It’s fall, so I’m thinking garden thoughts again. The new mum is blooming beautifully, and I have 50 tulip bulbs and a flat of pansies to plant. And of course, weeds to pull. Lots of weeds to pull.
I was marveling at a several neighbors’ little strips of garden along the sidewalk, and how they never seemed to have any weeds or tattered plants. On the other hand, weeds grow with taunting abandon in my garden, and the slugs chew my salvia until it looks like green lacework.
I did pretty well keeping after my weeds this summer, so that the bindweed and wild violets did not take over by July, for once. I thought my neighbors must be energetic indeed for weeds never to appear, but then it hit me: ‘Doh, they use herbicides and pesticides. Weed-killers and bug-killers. I am now so much less impressed with their weed-free patches and unchewed plants.
It’s very like how I’m not impressed by lawyers in very pressed, expensive clothes, with lots of iGadgets, European cars and a house in the Hamptons. Because I’m pretty sure I know how they achieved those things: They used the soul equivalent of herbicides, pesticides and fertilizer: perfectionism.
Perfectionism kills a lot of things in anyone’s life, but lawyers are particularly adept at blinding themselves to the relationship between perfectionism and their own deep misery. Like herbicides, fake fertilizers, and pesticides, perfectionism makes things look really nice at first. But in the soil, and in the soul, they are slow poison.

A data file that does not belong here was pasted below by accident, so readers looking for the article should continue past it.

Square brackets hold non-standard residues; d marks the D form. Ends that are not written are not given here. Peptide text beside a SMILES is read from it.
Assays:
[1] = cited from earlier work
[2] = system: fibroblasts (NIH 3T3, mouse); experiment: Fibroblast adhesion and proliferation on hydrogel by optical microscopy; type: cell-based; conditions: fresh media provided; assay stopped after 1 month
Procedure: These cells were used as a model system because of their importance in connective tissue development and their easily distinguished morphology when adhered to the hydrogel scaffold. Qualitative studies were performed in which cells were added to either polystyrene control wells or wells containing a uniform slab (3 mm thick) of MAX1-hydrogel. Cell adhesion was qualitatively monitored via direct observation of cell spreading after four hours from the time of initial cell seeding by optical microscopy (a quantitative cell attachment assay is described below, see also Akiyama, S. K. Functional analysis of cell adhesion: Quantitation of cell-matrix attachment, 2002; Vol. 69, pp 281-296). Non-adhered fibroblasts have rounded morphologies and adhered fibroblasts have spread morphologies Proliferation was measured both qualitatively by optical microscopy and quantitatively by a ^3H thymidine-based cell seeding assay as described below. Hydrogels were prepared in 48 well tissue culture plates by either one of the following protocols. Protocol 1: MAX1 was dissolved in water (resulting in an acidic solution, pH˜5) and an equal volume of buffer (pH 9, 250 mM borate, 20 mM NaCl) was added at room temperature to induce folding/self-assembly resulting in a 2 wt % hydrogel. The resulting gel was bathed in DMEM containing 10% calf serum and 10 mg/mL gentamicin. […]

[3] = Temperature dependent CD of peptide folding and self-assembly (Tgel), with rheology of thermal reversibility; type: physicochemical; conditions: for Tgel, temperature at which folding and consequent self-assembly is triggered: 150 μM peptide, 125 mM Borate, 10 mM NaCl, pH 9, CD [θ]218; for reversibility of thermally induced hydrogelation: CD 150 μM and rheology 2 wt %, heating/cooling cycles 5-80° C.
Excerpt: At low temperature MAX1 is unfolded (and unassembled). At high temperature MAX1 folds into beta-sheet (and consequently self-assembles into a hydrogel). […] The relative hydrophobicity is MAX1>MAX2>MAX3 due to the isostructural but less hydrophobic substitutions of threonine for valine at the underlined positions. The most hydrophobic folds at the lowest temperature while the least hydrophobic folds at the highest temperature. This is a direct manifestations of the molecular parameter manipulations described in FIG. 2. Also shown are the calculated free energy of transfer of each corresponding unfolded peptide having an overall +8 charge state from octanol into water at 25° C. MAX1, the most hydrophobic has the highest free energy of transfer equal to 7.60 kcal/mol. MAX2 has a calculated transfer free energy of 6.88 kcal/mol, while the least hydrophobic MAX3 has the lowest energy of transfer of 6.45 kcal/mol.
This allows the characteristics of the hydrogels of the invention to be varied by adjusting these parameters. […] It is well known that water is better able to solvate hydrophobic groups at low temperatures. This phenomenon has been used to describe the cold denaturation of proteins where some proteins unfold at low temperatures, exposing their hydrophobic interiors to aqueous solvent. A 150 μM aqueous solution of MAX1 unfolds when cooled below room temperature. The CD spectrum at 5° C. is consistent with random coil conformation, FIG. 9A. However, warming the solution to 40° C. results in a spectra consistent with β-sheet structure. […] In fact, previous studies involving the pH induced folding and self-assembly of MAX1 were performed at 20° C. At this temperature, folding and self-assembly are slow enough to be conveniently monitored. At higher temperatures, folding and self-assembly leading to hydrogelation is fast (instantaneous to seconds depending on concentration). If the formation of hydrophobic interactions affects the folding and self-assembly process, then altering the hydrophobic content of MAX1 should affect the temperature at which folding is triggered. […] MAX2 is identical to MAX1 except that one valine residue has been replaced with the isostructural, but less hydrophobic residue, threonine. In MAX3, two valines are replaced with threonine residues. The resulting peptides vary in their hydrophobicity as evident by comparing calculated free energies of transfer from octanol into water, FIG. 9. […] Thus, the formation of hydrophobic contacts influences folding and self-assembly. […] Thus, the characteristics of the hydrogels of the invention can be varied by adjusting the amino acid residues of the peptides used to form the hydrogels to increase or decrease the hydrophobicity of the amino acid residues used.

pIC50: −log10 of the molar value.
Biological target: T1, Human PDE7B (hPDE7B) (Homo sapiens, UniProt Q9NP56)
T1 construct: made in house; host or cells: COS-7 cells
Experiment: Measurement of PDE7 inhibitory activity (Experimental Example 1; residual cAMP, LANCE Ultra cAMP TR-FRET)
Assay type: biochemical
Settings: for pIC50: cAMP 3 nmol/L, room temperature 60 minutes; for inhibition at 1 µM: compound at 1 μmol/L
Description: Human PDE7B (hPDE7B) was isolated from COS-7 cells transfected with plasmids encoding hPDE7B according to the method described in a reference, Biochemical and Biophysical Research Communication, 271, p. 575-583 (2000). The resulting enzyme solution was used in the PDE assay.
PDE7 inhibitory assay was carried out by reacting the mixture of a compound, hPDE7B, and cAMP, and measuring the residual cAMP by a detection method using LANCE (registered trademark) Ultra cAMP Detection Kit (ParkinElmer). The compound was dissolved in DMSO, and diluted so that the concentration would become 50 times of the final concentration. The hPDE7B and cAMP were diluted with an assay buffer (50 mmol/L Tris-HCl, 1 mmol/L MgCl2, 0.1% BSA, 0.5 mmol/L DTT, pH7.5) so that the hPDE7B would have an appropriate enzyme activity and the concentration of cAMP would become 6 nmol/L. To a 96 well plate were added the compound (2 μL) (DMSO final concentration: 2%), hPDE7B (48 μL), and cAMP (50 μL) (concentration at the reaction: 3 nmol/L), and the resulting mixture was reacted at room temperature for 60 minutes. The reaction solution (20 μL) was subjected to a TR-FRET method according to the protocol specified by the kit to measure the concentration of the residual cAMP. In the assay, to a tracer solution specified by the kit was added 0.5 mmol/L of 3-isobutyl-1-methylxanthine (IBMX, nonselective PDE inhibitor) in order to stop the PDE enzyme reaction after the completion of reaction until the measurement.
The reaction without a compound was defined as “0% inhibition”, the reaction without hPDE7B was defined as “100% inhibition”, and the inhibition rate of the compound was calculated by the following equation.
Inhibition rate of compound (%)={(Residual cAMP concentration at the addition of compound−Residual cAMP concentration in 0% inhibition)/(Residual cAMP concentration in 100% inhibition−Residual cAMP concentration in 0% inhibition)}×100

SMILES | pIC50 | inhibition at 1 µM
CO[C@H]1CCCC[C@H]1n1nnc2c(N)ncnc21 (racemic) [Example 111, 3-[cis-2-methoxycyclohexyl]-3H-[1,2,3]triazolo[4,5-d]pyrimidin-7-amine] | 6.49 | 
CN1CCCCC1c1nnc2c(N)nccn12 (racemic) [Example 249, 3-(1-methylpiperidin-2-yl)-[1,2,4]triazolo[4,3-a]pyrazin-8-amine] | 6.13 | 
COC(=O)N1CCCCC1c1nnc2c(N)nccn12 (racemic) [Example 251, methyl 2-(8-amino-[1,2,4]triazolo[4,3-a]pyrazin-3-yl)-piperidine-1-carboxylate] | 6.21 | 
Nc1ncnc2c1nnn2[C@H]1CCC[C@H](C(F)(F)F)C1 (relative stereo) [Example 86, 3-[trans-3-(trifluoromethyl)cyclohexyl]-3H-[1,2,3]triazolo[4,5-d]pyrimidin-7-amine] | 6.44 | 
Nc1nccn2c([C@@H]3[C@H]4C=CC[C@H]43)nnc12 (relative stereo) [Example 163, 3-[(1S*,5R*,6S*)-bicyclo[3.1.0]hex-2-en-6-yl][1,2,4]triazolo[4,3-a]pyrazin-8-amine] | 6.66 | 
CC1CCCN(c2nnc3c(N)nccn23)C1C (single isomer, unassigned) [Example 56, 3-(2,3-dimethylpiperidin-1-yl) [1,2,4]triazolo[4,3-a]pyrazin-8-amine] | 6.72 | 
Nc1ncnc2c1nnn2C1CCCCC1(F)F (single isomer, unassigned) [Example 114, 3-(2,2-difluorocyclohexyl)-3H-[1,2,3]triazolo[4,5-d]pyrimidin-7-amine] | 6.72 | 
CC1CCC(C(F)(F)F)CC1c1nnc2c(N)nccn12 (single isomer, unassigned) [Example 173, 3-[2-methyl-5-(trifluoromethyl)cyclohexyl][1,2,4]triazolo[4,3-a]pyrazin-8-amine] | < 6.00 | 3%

When used for very long, herbicides cause the plants become utterly dependent on these crutches to survive. Soil treated with herbicides and artificial fertilizers contains fewer and fewer nutrients over time. And the soil is less aerated, because the roots of the weeds don’t make little air and water tunnels in the soil. Plus, herbicides, pesticides and artificial fertilizers kill off or drive away beneficial insects like earthworms (soil enrichers and aerators), ladybugs (cute, voracious aphid eaters) and lacewings (even more voracious aphid, spider mite, and whitefly eaters), to name only a few. The upshot is that plants become more susceptible to pests and disease, less resilient to adverse conditions like drought or cold snaps, and simply don’t thrive on their own. They’re like addicts, dependent on the next chemical hit to make conditions OK for them.
The Perfection Pesticide
Perfectionism operates in an eerily similar way. While trying to look perfect, your focus is on appearances, and you rush past the small, nourishing moments of wonder that surround you. Those small moments are also your aeration—they let your soul breathe. Yet we tend to brush off noticing the beauty of a crisp fall day as something we don’t have time for, that isn’t productive and therefore isn’t relevant to our work and life. Soil depletion, indeed.
When you must hide your supposed flaws, your energy is poured into what others think, not what your true self is saying—much like how artificial fertilizers sacrifice long-term plant resiliency for impressive-looking short-term growth. When you insist on perfect chemical conditions, you don’t take any seemingly small steps of organic growth that could lead you to an ultimately far more satisfying alternative legal career. Because it might not look pretty and graceful right off the bat. The transition could be quite awkward. No ugly, voracious, ill-mannered caterpillars allowed in a perfectionist life.
So how do you transition to organic lawyering or an organic alternative legal career? I’ll talk about that next time.
Jennifer Alvey is a recovering lawyer and organic gardener who gets a tiny bit obsessive about pulling weeds. Get advice on transitioning to a more organic, sustainable lawyer life by scheduling a discounted sample coaching session with Jennifer. Email firstname.lastname@example.org to schedule yours today!